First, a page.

5. Press the “>>next>>” button
6. In the equation section add the following:

WireLength = 0
sum_build = 0
shape == wShape ? 3.14159 : 4
for( winding = 0 ; winding < Nmax ; winding = winding+1 )
WireLength(winding) = N(winding)*shape*(ID + 2*sum_build + build(winding) - tw(winding))
sum_build = sum_build + build(winding)

7. Press the “>>next>>” button
Note: If you want to make this value available for future designs you need to add what is shown to the bottom of the user.equ file.
8. Press the “>>finish>>” button

At the bottom of each winding you should see the Winding Length given in cm. Also the values will be shown in the summary report.

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New Transient Options

Intusoft has implemented two new powerful features for IsSpice4 Transient Analysis. In the new 8.x.11 Build 2641, new convergence options have been added to improve the accuracy and speed of transient analysis.
The first option is called VSECVMAX. If this option is set, the value is used as an upper limit for applying the VSECTOL convergence algorithm during a transient analysis. Setting this option prevents the VSECTOL algorithm from getting trapped into divide-by-zero situations. A typical value is 1E4. Note that this option is only valid when VSECTOL is set. As an example:

.options vsectol = 1u vsecvmax=1e4

The second new feature is a novel way of using ITL4 in transient analysis. Recall that ITL4 is an option commonly used in SPICE-based simulators to control the number of iterations in each transient time point calculation. Up to now, ITL4 has been set by users to a large value (typically 100-500) in order to avoid the dreaded “time step too small” error in transient analysis. The problem with this approach is that it may result in making transient analysis unnecessarily longer than needed for most time points. Since the number is fixed, the simulator will scale back the time step after it has gone through that many iterations at every time point. This results in a long simulation run time.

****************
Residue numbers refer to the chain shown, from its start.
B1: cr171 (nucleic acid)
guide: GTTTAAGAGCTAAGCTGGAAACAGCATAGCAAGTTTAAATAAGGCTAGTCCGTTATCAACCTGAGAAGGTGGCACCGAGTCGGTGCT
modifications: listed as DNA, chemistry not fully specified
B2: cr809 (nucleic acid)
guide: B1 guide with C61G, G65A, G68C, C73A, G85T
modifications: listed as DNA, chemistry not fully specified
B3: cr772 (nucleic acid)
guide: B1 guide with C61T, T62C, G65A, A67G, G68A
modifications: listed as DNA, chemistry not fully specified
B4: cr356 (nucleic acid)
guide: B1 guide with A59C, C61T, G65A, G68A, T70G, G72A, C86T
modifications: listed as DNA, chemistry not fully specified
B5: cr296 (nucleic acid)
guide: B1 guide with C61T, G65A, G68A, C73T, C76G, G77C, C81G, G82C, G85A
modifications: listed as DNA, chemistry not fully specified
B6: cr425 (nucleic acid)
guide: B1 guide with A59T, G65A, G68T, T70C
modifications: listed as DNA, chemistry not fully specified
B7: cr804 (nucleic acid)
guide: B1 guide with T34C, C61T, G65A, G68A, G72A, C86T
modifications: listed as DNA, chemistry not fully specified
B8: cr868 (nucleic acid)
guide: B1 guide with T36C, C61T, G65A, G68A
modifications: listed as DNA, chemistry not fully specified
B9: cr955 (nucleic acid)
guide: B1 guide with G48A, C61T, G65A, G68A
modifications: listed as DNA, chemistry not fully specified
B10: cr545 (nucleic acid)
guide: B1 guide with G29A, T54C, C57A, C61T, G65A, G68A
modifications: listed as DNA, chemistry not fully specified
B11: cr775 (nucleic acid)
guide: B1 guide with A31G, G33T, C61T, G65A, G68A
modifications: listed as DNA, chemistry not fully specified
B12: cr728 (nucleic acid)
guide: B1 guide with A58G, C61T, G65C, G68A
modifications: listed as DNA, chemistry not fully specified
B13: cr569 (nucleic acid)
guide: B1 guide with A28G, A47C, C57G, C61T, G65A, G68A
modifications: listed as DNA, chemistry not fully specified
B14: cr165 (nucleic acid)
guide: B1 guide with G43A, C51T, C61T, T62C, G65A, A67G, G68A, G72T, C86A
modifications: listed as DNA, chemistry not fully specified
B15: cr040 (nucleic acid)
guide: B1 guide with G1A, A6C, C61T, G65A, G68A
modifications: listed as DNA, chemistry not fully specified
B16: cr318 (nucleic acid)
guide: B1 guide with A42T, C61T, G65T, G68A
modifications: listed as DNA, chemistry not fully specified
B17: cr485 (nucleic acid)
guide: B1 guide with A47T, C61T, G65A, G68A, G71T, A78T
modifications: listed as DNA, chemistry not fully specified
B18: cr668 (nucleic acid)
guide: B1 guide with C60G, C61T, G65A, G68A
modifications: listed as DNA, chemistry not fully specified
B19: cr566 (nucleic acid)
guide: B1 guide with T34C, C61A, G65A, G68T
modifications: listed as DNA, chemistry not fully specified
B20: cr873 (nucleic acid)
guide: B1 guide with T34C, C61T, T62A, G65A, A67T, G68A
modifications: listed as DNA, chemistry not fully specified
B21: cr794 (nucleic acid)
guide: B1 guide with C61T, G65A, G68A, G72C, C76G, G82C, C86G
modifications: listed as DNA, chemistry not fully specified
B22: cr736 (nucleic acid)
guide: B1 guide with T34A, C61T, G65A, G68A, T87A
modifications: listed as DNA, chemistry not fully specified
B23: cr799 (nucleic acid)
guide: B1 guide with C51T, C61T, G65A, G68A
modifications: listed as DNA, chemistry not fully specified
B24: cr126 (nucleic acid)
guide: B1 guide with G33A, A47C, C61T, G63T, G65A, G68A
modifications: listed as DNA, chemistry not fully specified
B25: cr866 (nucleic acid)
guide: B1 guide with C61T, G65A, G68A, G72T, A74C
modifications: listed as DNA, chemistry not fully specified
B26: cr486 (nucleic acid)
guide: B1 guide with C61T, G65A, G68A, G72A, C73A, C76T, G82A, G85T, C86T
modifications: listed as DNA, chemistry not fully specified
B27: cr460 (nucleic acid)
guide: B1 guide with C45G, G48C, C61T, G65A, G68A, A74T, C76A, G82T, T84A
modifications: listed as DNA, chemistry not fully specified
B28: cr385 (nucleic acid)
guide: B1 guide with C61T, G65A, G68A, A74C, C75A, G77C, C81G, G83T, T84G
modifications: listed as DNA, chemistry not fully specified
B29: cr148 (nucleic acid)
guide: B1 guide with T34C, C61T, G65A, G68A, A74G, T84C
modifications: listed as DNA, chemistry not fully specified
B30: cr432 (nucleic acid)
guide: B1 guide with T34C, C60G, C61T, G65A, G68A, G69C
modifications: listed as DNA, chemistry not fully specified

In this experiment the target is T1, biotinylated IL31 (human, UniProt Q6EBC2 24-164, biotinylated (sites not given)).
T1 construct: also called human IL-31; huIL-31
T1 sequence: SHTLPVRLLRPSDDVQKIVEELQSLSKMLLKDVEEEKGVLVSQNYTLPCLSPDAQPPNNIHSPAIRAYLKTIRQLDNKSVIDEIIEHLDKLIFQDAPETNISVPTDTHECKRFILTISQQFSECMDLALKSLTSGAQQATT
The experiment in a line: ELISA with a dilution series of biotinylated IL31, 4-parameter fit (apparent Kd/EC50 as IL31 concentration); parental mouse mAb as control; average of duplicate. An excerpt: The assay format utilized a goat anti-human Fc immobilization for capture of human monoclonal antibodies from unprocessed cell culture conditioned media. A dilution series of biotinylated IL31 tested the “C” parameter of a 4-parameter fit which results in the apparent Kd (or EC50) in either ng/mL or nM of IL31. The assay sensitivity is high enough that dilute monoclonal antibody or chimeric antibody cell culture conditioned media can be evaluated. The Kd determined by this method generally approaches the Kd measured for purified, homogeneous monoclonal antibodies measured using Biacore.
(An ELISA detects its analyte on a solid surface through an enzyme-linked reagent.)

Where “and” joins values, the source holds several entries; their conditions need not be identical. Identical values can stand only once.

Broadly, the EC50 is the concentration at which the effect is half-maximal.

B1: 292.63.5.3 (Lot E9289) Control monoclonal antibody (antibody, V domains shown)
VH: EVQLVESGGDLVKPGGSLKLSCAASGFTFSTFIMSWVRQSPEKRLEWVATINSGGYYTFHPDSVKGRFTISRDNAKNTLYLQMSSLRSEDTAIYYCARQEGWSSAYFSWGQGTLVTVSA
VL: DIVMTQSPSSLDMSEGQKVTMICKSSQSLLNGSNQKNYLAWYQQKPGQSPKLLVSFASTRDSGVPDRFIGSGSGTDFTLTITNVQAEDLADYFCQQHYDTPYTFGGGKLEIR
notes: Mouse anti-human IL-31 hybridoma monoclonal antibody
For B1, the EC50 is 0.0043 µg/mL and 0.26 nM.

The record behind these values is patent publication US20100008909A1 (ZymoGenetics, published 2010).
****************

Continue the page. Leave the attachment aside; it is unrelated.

In Build 2641, we are introducing a new dynamic control for ITL4. Simply set ITL4=0 in an options statement and the simulator will automatically determine the maximum number of iterations to try for each transient time point, before scaling back the time step value. At the end of the simulation you can check the “maximum transient iterations” to see what was the maximum number of iterations that the simulator took to complete the simulation. This figure is usually well below the value that you might have set for ITL4.

As an example, consider the IR1150 TestBridge drawing. Running a 20ms transient simulation with ITL4=200 verses ITL4=0 results in the following statistics at the end of the run:

As you can see there is a big improvement in both the total number of iterations and the total run time when using the new algorithm. We used an AMD Athlon64 3200 with 1G of ram in running these simulations.

We request that you try this new approach in simulating hard-to-converge and long transient analysis designs. Please report your findings to us (rmktg@intusoft.com). This will in turn help us fine tune this algorithm and make it perform even better in future releases.